Thursday, October 07, 2004

Cheney to Reality: Go F*** Yourself

Yesterday, Charles Duelfer, the chief U.S. weapons inspector, presented a report stating that: (1) Iraq had no stockpiles of biological and chemical weapons, and (2) Iraq's nuclear program had decayed before last year's U.S.-led invasion. The report found no evidence of any such weapons, and concluded that Saddam Hussein's weapons capability had weakened, not grown, during a dozen years of U.N. sanctions before the U.S. invasion last year (noting that Hussein had wanted to get a program going, although he lacked the infrastructure).

"What we have found on the ground is at a substantial variation from ... the pre-war assessments," Duelfer told the US Senate armed services committee. In addition, Duelfer's team found no evidence of the "reconstituted" nuclear weapons program VP Cheney claimed in late 2002. He also said that much of the "proof" of Iraq's WMD that Secretary of State Colin Powell presented to the United Nations Security Council in 2003 had plausible alternative explanations.

Vice President Dick Cheney stated today that this report justifies rather than undermines the President's decision to go to war. Cheney said that the report shows that "delay, defer, wait wasn't an option." He further stated that "The headlines all say no weapons of mass destruction stockpiled in Baghdad. We already knew that." Cheney added "As soon as the sanctions were lifted he had every intention of going back" to his weapons program.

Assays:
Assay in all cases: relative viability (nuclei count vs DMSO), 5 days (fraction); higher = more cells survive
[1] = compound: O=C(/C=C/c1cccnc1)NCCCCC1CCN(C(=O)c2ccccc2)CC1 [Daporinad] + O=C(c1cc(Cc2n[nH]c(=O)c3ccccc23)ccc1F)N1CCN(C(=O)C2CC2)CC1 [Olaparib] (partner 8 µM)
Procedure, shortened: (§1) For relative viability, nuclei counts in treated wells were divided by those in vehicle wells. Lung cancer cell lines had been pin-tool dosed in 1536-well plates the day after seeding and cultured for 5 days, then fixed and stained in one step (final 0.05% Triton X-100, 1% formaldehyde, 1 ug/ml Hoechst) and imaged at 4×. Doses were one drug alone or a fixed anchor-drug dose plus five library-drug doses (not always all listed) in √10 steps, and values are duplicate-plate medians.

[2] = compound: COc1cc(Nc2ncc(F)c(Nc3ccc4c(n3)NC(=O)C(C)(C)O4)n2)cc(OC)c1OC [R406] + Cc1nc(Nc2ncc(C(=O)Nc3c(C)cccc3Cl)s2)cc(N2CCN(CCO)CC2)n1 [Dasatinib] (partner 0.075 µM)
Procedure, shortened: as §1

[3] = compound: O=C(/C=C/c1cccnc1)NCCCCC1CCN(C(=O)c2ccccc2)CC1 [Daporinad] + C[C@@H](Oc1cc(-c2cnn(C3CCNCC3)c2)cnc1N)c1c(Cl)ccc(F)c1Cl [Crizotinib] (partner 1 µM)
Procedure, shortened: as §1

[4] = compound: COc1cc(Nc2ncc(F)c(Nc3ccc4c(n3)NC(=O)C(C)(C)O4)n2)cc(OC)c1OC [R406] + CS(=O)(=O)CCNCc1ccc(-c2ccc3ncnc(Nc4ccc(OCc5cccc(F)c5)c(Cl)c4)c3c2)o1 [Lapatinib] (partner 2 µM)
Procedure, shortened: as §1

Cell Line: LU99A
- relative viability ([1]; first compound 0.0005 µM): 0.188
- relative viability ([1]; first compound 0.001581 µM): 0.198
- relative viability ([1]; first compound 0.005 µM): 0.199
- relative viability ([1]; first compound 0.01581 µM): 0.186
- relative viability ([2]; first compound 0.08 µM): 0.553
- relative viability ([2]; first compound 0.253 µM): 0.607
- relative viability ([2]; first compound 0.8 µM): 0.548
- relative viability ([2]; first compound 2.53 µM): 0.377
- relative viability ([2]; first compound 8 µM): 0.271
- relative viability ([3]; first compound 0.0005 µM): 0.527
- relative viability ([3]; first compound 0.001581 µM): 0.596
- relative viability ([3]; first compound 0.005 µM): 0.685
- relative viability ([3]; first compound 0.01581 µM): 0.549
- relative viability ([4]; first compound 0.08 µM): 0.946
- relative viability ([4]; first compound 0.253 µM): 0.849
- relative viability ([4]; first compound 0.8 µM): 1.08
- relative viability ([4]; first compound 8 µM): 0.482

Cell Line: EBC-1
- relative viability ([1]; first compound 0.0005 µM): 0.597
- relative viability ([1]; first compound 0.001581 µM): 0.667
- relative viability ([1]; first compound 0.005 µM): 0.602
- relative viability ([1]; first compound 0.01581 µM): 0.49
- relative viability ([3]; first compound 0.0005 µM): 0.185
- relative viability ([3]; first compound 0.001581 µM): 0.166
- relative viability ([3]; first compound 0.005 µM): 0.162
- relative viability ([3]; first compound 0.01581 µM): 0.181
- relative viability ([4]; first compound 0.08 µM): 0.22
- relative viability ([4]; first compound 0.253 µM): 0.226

Nice try, Dick. The problem is, no one (other than Hussein) ever said, or even suggested, that the UN, the US, Bulgaria, or anyone else should lift sanctions against Iraq while Hussein was in power (the US did afterwards). You cannot argue against an argument no one made.

Moreover, if Saddam Hussein's ability to produce any WMD got weaker over the time of the sanctions, then how exactly did the continuing sanctions, or what Cheney calls "delay, defer, wait" cause any harm? Moreover, Duelfer's report stated that Hussein wanted weapons primarily not to attack the United States or to provide them to terrorists, but to oppose Iran [someone should tell Pres. Bush this - he said today that "We had to take a hard look at every place where terrorists might get those weapons and one regime stood out: the dictatorship of Saddam Hussein."]

In sum, Cheney's statements (not to mention Bush's) just do not make sense. Then again, Cheney has had a problem with veracity this week.

In fairness to VP Cheney, CNB's crack investigative staff does note that the Clinton administration also believed that Iraq had WMD, and actually signed the Iraq Liberation Act in 1998. However, CNB notes that there was no barrage of statements as to the pressing need for war and invasion of Iraq [in addition to the links above, see the 2003 State of the Union Address], based upon putative threats to the United States.

Even though all of these statements are now proven to be demonstrably false, no one in the Administration has had the integrity to admit fault, or even a mistake in judgment. In fact, VP Cheney said on Tuesday that he'd do everything the same way all over again. Evidently, VP Cheney feels the same way about troublesome truths the same way he feels about Sen. Patrick Leahy (D-VT).